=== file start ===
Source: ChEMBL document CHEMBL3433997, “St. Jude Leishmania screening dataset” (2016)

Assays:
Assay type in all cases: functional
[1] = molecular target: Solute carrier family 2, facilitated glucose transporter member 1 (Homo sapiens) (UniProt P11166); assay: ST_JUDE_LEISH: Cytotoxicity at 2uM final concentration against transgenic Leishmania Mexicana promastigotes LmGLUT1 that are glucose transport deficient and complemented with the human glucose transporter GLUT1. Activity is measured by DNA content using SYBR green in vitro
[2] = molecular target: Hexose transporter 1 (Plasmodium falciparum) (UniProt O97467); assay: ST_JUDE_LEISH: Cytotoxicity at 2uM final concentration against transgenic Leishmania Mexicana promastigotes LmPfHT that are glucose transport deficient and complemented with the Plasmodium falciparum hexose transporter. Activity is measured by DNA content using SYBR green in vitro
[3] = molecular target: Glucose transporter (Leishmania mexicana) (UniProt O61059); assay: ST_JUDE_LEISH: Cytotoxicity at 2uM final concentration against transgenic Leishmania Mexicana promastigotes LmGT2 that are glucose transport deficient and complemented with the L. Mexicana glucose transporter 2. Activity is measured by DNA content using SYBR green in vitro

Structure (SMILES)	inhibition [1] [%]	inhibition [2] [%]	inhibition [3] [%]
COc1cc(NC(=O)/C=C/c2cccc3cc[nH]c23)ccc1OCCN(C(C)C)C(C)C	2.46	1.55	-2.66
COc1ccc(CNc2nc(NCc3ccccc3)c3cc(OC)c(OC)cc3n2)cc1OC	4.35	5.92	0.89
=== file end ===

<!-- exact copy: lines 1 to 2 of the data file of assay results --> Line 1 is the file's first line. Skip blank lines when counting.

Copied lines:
Source: ChEMBL document CHEMBL3433997, “St. Jude Leishmania screening dataset” (2016)

Assays: